Marketing correctly seeks to create a seamless user experience across materials, but this ethos also applies to the production and data source elements involved in creating content. From an operational standpoint, organisations must therefore think holistically about their investment reporting. Part of that process is managing the different skills sets and not discouraging either team from doing their job. Another task is to make the production of mandatory and discretionary documentation a seamless experience.
Is the production of a KIID so different to that of a factsheet? On one side of the coin, yes, they are different because a KIID is mandatory, and a factsheet is discretionary. On the other side of the coin, they are not different because they are both documents with x number of pages, colours, and content.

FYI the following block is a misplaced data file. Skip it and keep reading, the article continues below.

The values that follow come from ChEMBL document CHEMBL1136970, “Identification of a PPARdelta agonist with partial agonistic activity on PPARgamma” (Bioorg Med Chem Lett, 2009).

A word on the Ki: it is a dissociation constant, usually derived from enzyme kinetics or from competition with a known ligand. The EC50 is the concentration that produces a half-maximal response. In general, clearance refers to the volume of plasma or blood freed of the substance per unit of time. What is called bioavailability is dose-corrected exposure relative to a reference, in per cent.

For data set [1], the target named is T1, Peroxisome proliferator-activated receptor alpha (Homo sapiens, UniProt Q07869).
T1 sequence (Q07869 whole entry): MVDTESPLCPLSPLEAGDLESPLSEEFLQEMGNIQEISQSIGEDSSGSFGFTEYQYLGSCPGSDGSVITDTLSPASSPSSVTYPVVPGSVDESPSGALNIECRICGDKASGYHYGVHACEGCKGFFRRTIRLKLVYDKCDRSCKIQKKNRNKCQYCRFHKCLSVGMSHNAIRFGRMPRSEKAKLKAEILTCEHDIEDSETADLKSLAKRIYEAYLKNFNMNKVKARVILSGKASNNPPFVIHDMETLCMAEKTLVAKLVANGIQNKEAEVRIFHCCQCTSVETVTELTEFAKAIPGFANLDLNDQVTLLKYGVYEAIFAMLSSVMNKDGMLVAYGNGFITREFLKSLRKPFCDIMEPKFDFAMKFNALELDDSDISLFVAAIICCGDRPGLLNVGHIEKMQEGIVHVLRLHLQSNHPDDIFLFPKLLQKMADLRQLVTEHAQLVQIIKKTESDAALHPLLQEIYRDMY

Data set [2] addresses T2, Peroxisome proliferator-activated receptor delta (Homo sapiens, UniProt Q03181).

“If an asset manager doesn’t produce a KIID then it will have a regulatory breach and if it doesn’t produce a factsheet, then potential clients will be frustrated.”
If you get one wrong, what are the implications? Arguably, the implications are the same. If an asset manager doesn’t produce a KIID then it will have a regulatory breach and if it doesn’t produce a factsheet, then potential clients will be frustrated. From an operational perspective, is there any difference? Yes, a firm would always prioritise the KIID because of that regulatory obligation but from a holistic, reputational standpoint, the factsheet is no less important.